The UCLA School of the Arts and Architecture will present more than 200 public events this winter that will bring a broad spectrum of programming to campus that will enrich the cultural ecosystem and challenge audiences to engage with work and ideas produced by artists, scholars, architects and performers from across the globe.
Featured in exhibitions, lectures, workshops, screenings and performances are emerging and established artists, designers, architects, dancers, writers, musicians, activists and cultural critics, like Toshi Reagon, Neil Denari, Marlon James and Suné Woods.
A selection of UCLA Arts events, many of which are free and all are open to the public, follows. For more details and a complete listing of events, see the UCLA Arts calendar.
Feb. 2–May 10: The Hammer Museum at UCLA will mount the first comprehensive survey in the United States of drawings and works on paper by Paul McCarthy, Los Angeles-based artist and UCLA professor emeritus of art. Spanning more than five decades, “Paul McCarthy: Head Space, Drawings 1963–2019” examines the significant role of drawing as it relates to McCarthy’s broader practice involving performance, video, photography, sculpture and installation. On Feb. 2, McCarthy will be joined in conversation by exhibition organizers Aram Moshayedi, curator, and Connie Butler, chief curator.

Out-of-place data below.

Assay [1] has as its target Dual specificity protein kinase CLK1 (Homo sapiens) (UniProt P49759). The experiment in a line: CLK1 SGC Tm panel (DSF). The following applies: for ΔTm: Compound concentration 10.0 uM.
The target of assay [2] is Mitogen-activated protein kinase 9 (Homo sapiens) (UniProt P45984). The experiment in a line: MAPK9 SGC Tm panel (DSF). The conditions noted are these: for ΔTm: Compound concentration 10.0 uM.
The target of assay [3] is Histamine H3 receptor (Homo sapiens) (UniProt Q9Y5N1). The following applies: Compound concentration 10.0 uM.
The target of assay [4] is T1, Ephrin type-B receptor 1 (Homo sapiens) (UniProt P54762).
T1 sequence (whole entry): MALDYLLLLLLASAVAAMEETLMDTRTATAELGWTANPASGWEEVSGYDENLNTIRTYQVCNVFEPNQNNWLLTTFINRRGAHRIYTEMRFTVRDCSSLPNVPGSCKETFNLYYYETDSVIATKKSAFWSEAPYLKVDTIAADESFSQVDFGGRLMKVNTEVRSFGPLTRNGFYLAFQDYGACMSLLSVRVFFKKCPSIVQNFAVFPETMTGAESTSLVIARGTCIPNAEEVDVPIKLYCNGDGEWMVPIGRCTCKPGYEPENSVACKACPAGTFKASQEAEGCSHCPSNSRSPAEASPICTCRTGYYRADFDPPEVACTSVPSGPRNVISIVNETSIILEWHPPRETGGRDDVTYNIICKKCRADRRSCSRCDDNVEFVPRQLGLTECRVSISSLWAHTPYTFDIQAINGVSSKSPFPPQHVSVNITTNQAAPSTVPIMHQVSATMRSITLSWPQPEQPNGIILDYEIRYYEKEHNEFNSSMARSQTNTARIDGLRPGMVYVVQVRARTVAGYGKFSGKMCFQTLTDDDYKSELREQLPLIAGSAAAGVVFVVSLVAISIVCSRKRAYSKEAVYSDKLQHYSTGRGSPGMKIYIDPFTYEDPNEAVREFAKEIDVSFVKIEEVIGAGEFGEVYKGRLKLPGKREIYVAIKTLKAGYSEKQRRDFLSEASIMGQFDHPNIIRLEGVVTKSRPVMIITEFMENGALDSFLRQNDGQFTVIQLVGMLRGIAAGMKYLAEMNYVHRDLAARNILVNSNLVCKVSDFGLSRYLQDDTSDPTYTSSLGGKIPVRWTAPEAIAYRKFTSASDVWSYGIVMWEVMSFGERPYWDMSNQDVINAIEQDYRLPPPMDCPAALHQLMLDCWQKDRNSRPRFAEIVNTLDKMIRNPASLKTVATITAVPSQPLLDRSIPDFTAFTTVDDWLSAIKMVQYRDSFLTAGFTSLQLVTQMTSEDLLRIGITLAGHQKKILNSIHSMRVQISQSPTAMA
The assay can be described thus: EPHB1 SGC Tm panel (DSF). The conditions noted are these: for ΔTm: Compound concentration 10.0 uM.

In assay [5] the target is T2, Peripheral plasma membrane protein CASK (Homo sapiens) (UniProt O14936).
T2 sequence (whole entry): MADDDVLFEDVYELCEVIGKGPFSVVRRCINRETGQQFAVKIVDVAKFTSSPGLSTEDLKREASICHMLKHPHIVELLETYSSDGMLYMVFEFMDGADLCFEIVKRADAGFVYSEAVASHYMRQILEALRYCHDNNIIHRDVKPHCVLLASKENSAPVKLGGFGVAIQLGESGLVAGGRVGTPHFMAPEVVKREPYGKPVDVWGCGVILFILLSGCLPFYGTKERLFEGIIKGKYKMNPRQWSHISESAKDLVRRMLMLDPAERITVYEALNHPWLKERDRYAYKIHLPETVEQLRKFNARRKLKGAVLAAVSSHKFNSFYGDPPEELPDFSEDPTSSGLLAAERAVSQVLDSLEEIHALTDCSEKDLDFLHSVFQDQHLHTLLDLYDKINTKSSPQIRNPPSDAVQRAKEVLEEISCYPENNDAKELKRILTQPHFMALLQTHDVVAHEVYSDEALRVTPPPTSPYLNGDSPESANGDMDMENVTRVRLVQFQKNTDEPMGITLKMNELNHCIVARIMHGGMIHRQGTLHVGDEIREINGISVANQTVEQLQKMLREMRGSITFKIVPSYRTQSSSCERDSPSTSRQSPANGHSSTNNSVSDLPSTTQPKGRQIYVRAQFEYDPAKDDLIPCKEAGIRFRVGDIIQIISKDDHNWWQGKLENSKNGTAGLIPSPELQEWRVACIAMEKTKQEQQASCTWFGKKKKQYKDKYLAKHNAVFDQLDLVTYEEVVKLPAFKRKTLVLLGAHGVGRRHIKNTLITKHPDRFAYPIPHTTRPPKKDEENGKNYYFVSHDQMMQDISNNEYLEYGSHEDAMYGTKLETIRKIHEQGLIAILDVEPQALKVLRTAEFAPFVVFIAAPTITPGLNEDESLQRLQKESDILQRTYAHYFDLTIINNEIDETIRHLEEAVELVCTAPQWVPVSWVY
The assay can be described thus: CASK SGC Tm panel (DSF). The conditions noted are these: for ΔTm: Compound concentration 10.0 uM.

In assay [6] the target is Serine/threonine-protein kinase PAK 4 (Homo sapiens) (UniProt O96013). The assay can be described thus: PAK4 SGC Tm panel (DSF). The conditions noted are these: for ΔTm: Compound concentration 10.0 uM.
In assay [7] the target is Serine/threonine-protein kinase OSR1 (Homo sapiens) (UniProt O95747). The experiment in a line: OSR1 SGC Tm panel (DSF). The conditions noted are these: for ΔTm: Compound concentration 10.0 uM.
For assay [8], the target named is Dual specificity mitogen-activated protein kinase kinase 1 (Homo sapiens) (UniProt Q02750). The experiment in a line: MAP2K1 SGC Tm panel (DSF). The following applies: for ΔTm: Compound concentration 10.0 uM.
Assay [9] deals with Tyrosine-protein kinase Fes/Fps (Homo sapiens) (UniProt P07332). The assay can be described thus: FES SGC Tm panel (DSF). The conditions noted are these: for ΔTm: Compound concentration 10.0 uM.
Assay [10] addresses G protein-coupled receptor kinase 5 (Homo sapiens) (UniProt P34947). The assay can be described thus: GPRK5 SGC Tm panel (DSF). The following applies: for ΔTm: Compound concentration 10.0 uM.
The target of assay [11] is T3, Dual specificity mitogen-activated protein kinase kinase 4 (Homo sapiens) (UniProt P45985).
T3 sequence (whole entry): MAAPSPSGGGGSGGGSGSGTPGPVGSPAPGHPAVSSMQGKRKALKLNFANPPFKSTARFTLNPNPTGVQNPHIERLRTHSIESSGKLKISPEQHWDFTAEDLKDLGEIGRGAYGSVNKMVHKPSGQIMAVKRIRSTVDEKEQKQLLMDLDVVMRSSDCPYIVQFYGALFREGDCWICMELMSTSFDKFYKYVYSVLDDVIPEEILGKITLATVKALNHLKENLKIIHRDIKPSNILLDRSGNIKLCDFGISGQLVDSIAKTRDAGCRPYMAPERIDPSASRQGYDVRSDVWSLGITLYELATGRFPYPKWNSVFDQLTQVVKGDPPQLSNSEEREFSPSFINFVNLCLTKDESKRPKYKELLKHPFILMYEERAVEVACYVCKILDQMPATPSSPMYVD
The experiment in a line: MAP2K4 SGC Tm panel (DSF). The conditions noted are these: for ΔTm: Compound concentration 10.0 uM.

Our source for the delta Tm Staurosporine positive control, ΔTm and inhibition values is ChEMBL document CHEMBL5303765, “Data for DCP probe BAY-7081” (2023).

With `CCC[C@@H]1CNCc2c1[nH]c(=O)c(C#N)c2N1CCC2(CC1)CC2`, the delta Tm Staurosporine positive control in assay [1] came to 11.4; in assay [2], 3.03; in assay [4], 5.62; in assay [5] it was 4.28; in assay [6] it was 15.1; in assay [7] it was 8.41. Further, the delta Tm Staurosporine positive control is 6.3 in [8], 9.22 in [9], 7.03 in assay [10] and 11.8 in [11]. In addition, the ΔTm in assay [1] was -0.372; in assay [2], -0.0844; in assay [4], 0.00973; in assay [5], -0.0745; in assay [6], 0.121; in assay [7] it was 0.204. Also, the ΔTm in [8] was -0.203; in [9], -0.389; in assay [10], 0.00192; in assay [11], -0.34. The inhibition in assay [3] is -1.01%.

Feb. 4–March 10: Throughout the winter quarter, first-year graduate students in the Department of Design Media Arts will present two-day solo exhibitions of recent work in the Broad Art Center.
Feb. 12: Enjoy an early Valentine’s Day-themed celebration at the Fowler Museum at the “Through Positive Eyes” closing reception. Special guests include artist Adriana Bertini — who has made garments entirely of condoms, the UCLA Sex Squad and others who will speak on arts and activism.
Feb. 13–27: The art department presents the 2020 Undergraduate Juried Exhibition, curated by Ike Onyewuenyi, Hammer Museum curatorial assistant.
March 5–13: The UCLA Department of Art kicks off its series of four final exhibitions of work in various media by graduating M.F.A. candidates. The first M.F.A. exhibition presents work by Ash Garwood, Jae Hwan Lim and Hailey Loman.
Jan. 31 and Feb. 1: The annual interdisciplinary showcase, “Wacsmash,” is produced by and features original works developed by undergraduate students in the UCLA Department of World Arts and Cultures/Dance. This year’s show, “Systems and Self,” will incorporate dance and a non-performative art exhibition.
Feb. 15 and 16: UCLA’s Center for the Art of Performance will present “Four Quartets,” T. S. Eliot’s rumination on time and timelessness. American choreographer Pam Tanowitz, Finnish composer Kaija Saariaho and American modernist painter Brice Marden will be joined by Tony Award-nominated actress Kathleen Chalfant in an unprecedented collaboration.
Feb. 29 and March 1, April 18 and 19, May 9 and 10: Dutch director and UCLA School of Theater, Film and Television Professor Marike Splint specializes in creating work in public spaces that explores the relationship between people, places and identity. “Among Us—UCLA,” presented by CAP UCLA, is an audio-theater experience that navigates participants throughout the UCLA campus, while inviting active observation, quiet contemplation and self-revelation to explore the tension between our desire to belong and our desire to be free.
March 7: CAP UCLA will present Toshi Reagon and Bernice Johnson Reagon’s genre-defying work of political theater, based on Octavia Butler’s novel “Parable of the Sower,” on the Royce Hall stage.